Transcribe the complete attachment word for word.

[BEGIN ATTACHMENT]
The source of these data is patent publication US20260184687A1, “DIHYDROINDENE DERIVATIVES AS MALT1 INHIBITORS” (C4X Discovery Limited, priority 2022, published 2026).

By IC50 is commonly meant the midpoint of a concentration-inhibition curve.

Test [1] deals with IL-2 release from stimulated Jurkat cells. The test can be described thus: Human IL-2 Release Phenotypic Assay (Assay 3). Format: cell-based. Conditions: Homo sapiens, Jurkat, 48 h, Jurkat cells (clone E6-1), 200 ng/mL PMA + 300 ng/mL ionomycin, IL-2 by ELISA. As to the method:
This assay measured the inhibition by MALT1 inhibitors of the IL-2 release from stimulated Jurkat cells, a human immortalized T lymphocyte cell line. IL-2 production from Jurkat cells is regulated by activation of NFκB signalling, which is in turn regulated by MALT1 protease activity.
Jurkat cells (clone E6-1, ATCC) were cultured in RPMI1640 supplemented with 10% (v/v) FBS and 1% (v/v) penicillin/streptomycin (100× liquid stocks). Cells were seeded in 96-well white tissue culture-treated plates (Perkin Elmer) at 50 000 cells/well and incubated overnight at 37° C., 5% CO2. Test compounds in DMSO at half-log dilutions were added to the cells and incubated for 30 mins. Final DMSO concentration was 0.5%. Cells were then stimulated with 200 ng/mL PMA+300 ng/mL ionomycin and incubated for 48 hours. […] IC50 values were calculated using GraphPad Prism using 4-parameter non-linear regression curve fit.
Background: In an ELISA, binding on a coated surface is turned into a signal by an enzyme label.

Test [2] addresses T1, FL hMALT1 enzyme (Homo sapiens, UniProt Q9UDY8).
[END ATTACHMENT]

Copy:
The source of these data is patent publication US20260184687A1, “DIHYDROINDENE DERIVATIVES AS MALT1 INHIBITORS” (C4X Discovery Limited, priority 2022, published 2026).

By IC50 is commonly meant the midpoint of a concentration-inhibition curve.

Test [1] deals with IL-2 release from stimulated Jurkat cells. The test can be described thus: Human IL-2 Release Phenotypic Assay (Assay 3). Format: cell-based. Conditions: Homo sapiens, Jurkat, 48 h, Jurkat cells (clone E6-1), 200 ng/mL PMA + 300 ng/mL ionomycin, IL-2 by ELISA. As to the method:
This assay measured the inhibition by MALT1 inhibitors of the IL-2 release from stimulated Jurkat cells, a human immortalized T lymphocyte cell line. IL-2 production from Jurkat cells is regulated by activation of NFκB signalling, which is in turn regulated by MALT1 protease activity.
Jurkat cells (clone E6-1, ATCC) were cultured in RPMI1640 supplemented with 10% (v/v) FBS and 1% (v/v) penicillin/streptomycin (100× liquid stocks). Cells were seeded in 96-well white tissue culture-treated plates (Perkin Elmer) at 50 000 cells/well and incubated overnight at 37° C., 5% CO2. Test compounds in DMSO at half-log dilutions were added to the cells and incubated for 30 mins. Final DMSO concentration was 0.5%. Cells were then stimulated with 200 ng/mL PMA+300 ng/mL ionomycin and incubated for 48 hours. […] IC50 values were calculated using GraphPad Prism using 4-parameter non-linear regression curve fit.
Background: In an ELISA, binding on a coated surface is turned into a signal by an enzyme label.

Test [2] addresses T1, FL hMALT1 enzyme (Homo sapiens, UniProt Q9UDY8).